Synthetic Genomics is also working on genetically modifying algae to serve as a source of biofuel, which they hope will replace the petroleum industry as mankind’s primary energy source within a decade. Feeding on just sunlight and carbon dioxide, the algae could be grown in your very own backyard. Using CO2 instead of sugar as a source of carbon would not only solve the food-for-fuel problem, it could help reduce greenhouse gases currently cooking the planet. A few other startups, George Church's LS9 and Amyris Biotech, are racing to develop biofuels before Synthetic Genomics; LS9 looks to be leading the pack. Curiously, BP has teamed up with Venter to produce the biofuels he hopes will make the petrol giant obsolete. That is, if Dick Cheney doesn’t kill him with a shotgun first.
So how far along is all of this? It’s hard to say. Venter occasionally makes cryptic remarks about the JVCI pipeline, leaving the rest of us to speculate. In February 08, he claimed an algae-based fuel product could be ready by August of this year (no word as of yet). Last year Venter also gave the vague promise that Synthetic Genomics would have “multiple things on the market within five years.” The synthetic life project is going to take longer. Dr. David Deamer at UCSC recently claimed it could be done within five to ten years, and most estimates fall within that relatively wide span of time.
Still, progress is being made all the time. George Church created an artificial ribosome earlier this year, a key component to expressing genes into proteins. A newly developed metallofullerine could provide the template for developing amino acids and RNA. With so many scientists chasing the same goal across the planet, more eureka moments are sure to come. The only question remaining is how long it will take for these advances to arrive. Realistically, it could be many years before synthetic genomics can reach its potential. But if there's a field known for surprises, genetics takes the cake.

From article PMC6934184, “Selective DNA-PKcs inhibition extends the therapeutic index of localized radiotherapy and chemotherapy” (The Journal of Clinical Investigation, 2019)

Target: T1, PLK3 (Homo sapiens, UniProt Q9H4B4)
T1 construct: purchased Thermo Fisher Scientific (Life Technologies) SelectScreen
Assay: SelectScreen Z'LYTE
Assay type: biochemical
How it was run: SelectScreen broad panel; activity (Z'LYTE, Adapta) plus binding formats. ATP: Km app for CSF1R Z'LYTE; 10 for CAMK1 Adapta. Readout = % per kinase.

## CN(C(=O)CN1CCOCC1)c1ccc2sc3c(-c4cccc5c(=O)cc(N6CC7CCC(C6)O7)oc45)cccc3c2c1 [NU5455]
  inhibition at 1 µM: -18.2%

The End Is Nigh
There's no shortage of chatter about the possible implications of synthetic life. Proponents hail it as a second genesis, an outstanding scientific achievement that could solve the ever-looming dangers of global warming, peak oil, and pandemic disease. To be sure, genetic engineering has a wide scope of applications. Venter, in characteristically dramatic form, claims its limits are those of our imagination.
But keeping such powerful technology in well-meaning hands is no guarantee. Tinkering with the code of life could lead to some devastating weapons: bacteria and viruses custom built to kill. Regulating the frontier of biotechnology is nearly impossible, and critics warn that synthetic life could revolutionize DIY bioterrorism.
As with any revolutionary technology, synthetic life is both frightening and hopeful in the potential it suggests. That might sound cliché, but it's cliché for a reason: the world is changing rapidly, and the dizzying pace of innovation should both excite us and give us pause. The ways in which we deploy our new tools will shape the outcome of these times, as well as those to come. Rest assured: life from a laboratory will rock the world in one way or another.
So stay tuned.